Kwarteng’s tax U-turn was inevitable – and he has already done damage

Read Time:2 Minute, 36 Second

The Guardian

The decision to abandon plans to scrap the 45% top rate of income tax paid by those earning more than £150,000 is a humiliating U-turn for the UK government, but the alternative was even worse. Economically, it was unavoidable.

A week of turmoil in the financial markets showed just how badly the mini-budget from Kwasi Kwarteng, the chancellor and the man responsible for the UK’s Treasury policy, had gone down with international investors. The pound fell, the cost of government borrowing rose, mortgage products were pulled.

Liz Truss’s government has made faster growth its central mission but the mini-budget was threatening to deliver the opposite to what the new prime minister had wanted: a brutal squeeze on activity caused by dearer imports and higher interest rates.

In itself, scrapping the top rate of tax was relatively small beer. Britain is a £2tn-plus economy and the cost of abolishing the 45% rate is estimated to be about £2bn a year. It made up less than 5% of Kwarteng’s £45bn package of tax cuts.

For the markets, though, the problem was that doing away with the top rate symbolised everything they didn’t like about the mini-budget: the fact that the tax cuts were unfunded, that they might lead to higher inflation, and that they were likely to prompt a tough response from the Bank of England. And, as Truss’s heroine Margaret Thatcher once put it: you can’t buck the markets.

The initial response to the inevitable U-turn was moderately encouraging for the government. Sterling initially rose by about a cent against the dollar and bond yields – the interest rates paid to the investors who finance new UK borrowing – fell back a little.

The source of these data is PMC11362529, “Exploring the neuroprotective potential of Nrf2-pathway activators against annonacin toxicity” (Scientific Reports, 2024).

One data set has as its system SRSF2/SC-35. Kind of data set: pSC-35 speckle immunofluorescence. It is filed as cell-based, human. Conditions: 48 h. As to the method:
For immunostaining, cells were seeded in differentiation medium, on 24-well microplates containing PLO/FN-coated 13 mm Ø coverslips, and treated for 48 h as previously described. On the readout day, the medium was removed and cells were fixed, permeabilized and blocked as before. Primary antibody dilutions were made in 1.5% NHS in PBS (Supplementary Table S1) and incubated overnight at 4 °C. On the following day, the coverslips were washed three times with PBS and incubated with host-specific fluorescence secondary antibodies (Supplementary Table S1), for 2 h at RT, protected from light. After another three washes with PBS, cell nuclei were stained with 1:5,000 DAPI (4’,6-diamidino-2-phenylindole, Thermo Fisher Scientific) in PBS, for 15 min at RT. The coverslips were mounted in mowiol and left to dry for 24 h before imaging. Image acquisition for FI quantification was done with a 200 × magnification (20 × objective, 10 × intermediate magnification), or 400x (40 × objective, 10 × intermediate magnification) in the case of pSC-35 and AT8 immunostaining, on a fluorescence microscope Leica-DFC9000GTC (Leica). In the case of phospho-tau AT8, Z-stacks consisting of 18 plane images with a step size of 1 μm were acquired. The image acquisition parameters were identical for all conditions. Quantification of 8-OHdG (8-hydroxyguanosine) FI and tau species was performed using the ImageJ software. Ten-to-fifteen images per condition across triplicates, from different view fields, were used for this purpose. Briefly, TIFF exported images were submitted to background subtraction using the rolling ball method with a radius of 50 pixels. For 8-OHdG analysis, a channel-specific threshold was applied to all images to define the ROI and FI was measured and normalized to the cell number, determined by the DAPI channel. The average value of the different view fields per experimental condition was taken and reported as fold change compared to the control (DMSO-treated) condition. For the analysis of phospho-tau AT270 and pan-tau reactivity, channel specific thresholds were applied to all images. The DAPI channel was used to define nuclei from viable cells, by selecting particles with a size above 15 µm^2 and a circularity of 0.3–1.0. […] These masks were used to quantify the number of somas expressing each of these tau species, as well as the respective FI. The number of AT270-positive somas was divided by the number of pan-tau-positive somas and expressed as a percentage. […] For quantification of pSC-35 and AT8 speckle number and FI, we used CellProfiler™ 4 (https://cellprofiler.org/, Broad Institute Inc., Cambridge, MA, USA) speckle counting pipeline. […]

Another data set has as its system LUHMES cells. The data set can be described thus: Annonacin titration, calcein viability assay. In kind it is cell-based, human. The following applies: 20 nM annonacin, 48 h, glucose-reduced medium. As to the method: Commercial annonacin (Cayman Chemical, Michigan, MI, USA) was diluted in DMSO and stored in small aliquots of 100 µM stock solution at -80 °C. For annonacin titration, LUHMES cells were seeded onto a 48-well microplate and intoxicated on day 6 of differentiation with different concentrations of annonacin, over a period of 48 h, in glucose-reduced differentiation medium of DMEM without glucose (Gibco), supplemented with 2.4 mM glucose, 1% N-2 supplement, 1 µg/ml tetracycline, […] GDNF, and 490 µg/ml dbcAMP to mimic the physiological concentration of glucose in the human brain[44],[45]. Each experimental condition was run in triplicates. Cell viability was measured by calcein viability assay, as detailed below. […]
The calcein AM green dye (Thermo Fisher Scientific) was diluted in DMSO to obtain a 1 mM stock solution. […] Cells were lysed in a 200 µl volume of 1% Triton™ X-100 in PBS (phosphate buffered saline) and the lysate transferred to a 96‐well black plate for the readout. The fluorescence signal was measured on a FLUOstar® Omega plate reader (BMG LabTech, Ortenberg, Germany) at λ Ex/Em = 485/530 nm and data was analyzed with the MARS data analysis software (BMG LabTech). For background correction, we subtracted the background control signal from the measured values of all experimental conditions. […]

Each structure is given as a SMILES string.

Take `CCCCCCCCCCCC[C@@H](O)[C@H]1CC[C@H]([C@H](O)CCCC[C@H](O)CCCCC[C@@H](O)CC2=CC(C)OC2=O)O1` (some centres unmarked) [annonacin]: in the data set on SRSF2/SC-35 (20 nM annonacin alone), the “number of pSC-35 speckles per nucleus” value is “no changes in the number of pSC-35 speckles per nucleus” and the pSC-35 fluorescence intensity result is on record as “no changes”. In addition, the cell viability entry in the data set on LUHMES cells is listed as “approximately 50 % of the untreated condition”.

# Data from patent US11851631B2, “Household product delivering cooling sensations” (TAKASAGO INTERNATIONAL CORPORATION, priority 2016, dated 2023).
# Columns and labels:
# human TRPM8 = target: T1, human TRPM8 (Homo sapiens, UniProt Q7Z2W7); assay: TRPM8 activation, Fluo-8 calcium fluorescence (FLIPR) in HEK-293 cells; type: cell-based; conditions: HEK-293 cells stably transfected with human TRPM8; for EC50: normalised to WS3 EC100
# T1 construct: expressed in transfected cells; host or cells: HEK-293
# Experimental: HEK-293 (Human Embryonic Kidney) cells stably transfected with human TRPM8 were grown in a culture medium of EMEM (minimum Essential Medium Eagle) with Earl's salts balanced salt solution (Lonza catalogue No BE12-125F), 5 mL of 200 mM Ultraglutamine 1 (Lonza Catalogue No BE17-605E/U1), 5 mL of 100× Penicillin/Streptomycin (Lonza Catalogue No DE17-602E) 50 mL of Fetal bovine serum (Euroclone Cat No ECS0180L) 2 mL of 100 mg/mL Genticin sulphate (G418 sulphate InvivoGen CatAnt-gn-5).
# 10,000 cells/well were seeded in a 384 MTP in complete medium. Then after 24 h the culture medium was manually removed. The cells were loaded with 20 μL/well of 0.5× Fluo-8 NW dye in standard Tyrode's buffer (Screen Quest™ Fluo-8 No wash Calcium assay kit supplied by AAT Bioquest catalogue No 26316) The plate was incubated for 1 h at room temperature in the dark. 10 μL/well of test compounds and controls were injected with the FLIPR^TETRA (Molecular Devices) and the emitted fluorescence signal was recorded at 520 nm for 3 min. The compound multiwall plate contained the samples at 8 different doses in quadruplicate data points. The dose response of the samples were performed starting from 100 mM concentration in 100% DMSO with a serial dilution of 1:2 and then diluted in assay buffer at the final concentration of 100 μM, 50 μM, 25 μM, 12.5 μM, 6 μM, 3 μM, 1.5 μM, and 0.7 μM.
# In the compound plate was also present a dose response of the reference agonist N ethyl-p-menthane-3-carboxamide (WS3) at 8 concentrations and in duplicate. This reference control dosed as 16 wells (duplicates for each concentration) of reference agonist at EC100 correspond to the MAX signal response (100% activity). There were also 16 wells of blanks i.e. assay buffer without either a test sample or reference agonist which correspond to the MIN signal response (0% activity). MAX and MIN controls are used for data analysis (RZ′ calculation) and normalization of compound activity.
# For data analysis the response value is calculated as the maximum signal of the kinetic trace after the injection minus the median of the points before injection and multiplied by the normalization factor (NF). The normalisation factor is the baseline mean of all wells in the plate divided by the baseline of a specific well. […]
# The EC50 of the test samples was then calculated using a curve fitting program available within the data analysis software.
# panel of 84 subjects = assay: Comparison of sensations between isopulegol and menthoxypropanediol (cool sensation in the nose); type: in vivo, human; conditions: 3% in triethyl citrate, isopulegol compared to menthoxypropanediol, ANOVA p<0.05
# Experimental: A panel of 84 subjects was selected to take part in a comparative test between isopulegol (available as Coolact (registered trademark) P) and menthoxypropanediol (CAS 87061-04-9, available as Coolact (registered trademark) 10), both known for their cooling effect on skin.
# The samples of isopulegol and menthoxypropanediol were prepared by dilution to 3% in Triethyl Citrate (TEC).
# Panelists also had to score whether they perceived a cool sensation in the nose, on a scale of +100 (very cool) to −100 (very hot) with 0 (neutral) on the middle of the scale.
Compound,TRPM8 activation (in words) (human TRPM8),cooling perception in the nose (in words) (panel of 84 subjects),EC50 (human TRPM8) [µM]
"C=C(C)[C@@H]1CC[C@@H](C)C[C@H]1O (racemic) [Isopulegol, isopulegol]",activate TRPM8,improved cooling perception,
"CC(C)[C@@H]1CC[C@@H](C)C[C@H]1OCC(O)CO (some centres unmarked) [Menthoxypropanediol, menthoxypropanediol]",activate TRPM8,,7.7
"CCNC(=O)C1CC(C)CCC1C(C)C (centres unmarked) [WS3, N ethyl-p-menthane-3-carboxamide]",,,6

But the gains were modest and yields are much higher than they were when Truss became prime minister just four weeks ago.

From mini-budget to market turmoil: Kwasi Kwarteng’s week – video timeline

Fiona Cincotta, the senior financial Markets Analyst at City Index and Forex.com, said: “The pound has been behaving more like an emerging market currency in recent weeks, and this behaviour from the government will do little to change that perception.

“The first major U-turn within the first month of rule isn’t exactly an encouraging start for Liz Truss’ government. The move could potentially limit gains in sterling as the market frets over the government’s ability to ride this storm out in a coherent manner.”

Paul Johnson, the director of the Institute for Fiscal Studies think tank, says one other consequence of the mini-budget is that the government will now be forced into spending cuts.

In other words, policy mistakes – especially policy mistakes as big as that over the 45% rate of tax – have serious and lasting consequences. An already weak economy has suffered unnecessary damage.

As for Kwarteng, left to carry the can for the blunder, his reputation may never recover.

October 3, 2022 at 08:25PM Larry Elliott

Happy
Happy
0 %
Sad
Sad
0 %
Excited
Excited
0 %
Sleepy
Sleepy
0 %
Angry
Angry
0 %
Surprise
Surprise
0 %

Average Rating

5 Star
0%
4 Star
0%
3 Star
0%
2 Star
0%
1 Star
0%

Leave a Reply

Your email address will not be published. Required fields are marked *

Previous post Less Turnover, Smaller Raises: Hot Job Market May Be Losing Its Sizzle
Next post Biden Will Visit Puerto Rico to Survey Hurricane Damage